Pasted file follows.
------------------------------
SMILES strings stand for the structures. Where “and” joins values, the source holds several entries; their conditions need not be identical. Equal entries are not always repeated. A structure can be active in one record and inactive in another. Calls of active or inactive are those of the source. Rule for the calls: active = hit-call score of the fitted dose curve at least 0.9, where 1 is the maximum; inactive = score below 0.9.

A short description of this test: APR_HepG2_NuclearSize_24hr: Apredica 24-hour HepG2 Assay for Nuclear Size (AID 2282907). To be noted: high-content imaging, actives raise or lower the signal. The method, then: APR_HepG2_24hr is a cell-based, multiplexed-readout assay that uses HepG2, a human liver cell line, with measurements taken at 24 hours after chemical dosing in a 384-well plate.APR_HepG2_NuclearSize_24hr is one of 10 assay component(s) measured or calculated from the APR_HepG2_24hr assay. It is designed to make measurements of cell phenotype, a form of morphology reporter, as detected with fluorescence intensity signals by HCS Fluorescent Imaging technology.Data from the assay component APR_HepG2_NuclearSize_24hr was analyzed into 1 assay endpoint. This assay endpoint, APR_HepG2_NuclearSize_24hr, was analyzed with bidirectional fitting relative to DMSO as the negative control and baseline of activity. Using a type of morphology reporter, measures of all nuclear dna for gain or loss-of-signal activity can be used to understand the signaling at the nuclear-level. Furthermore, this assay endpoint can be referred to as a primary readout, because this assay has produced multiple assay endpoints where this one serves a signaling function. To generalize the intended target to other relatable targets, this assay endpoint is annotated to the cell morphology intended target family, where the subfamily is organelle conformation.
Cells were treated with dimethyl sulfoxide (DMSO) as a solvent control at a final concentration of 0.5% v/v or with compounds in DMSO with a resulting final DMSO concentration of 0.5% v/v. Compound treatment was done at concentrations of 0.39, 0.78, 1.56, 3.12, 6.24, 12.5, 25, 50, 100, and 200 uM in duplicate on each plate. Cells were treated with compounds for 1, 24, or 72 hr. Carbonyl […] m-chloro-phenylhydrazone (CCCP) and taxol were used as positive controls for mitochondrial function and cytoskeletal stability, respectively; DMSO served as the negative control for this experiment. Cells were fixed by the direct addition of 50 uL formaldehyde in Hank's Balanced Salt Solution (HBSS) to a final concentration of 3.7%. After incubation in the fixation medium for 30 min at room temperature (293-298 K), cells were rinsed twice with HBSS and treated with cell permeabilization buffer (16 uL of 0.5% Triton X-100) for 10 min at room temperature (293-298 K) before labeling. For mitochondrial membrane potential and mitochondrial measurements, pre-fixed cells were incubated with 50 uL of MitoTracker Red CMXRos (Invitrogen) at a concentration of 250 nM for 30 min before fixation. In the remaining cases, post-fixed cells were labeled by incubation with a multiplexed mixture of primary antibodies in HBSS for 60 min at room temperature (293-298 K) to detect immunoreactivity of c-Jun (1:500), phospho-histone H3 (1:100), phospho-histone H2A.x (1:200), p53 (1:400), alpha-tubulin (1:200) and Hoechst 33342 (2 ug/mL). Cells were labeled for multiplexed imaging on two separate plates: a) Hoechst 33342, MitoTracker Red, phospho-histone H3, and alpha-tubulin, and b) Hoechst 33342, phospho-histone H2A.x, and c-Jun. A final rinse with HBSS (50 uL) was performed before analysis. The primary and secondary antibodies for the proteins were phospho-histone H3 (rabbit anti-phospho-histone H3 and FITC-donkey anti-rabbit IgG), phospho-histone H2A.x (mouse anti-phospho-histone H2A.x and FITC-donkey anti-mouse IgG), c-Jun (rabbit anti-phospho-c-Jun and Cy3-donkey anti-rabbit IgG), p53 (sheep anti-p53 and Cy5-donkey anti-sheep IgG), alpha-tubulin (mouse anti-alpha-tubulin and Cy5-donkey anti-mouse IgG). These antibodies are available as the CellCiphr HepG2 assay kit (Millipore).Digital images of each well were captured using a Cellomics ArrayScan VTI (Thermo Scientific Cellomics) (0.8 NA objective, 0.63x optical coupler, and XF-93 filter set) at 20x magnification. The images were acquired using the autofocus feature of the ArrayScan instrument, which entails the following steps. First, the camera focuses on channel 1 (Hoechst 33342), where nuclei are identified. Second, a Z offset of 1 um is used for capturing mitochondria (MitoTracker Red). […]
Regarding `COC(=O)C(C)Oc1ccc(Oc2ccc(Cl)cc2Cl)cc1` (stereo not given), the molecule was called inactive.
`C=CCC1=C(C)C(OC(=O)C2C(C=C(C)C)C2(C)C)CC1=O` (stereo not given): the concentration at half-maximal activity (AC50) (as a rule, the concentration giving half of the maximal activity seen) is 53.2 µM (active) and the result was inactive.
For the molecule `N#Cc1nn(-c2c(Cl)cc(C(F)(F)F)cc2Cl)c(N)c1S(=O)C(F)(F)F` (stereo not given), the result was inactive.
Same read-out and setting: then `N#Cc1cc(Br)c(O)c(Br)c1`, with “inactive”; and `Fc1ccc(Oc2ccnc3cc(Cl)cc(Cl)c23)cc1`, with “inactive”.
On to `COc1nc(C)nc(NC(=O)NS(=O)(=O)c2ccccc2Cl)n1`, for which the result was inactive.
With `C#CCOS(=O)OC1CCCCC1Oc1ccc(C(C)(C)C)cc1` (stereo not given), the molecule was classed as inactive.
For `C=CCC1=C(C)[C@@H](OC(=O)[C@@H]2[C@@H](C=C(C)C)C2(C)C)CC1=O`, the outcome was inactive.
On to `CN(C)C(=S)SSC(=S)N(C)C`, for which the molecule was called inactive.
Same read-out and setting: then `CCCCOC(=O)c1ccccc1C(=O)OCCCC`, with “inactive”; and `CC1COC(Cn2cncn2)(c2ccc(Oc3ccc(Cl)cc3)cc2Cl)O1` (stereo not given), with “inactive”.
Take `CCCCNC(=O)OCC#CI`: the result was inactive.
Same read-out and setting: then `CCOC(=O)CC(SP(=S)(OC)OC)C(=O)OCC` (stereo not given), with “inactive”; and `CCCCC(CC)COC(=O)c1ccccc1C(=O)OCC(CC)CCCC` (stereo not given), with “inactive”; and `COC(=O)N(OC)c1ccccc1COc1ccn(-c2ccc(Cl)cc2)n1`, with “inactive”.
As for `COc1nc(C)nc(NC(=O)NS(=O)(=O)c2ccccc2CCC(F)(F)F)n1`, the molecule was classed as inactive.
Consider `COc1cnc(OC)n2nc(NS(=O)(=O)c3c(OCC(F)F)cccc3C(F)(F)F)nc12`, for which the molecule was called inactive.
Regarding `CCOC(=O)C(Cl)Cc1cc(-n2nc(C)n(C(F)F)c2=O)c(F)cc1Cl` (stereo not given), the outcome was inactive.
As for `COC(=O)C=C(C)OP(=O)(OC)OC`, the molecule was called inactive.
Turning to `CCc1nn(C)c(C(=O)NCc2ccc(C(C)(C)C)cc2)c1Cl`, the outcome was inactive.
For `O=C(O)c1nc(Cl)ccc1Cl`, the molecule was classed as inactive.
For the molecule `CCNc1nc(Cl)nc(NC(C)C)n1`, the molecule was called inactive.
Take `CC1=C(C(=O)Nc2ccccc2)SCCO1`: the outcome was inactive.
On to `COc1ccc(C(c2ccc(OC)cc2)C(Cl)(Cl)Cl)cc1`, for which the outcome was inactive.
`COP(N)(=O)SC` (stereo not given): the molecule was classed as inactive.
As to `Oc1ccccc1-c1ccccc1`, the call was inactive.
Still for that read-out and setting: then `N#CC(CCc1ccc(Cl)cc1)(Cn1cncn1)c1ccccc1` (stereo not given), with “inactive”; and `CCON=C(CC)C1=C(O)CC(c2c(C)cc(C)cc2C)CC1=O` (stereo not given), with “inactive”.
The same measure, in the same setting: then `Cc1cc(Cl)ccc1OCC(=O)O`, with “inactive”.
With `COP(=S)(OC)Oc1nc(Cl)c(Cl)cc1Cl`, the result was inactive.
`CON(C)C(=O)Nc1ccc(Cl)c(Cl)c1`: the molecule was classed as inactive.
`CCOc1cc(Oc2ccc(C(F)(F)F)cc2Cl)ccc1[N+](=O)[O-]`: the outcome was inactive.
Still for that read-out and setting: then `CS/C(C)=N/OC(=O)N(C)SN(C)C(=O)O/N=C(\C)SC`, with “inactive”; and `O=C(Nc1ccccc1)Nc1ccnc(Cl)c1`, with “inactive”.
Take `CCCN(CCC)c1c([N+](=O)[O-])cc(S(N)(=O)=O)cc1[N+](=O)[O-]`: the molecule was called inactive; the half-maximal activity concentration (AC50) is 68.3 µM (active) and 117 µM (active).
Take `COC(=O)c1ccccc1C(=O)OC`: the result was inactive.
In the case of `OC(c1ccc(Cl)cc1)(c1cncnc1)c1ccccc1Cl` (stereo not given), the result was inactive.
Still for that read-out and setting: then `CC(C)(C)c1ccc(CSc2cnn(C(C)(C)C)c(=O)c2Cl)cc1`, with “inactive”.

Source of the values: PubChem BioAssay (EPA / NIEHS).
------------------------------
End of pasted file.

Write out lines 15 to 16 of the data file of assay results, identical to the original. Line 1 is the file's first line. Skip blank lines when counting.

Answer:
As for `COc1nc(C)nc(NC(=O)NS(=O)(=O)c2ccccc2CCC(F)(F)F)n1`, the molecule was classed as inactive.
Consider `COc1cnc(OC)n2nc(NS(=O)(=O)c3c(OCC(F)F)cccc3C(F)(F)F)nc12`, for which the molecule was called inactive.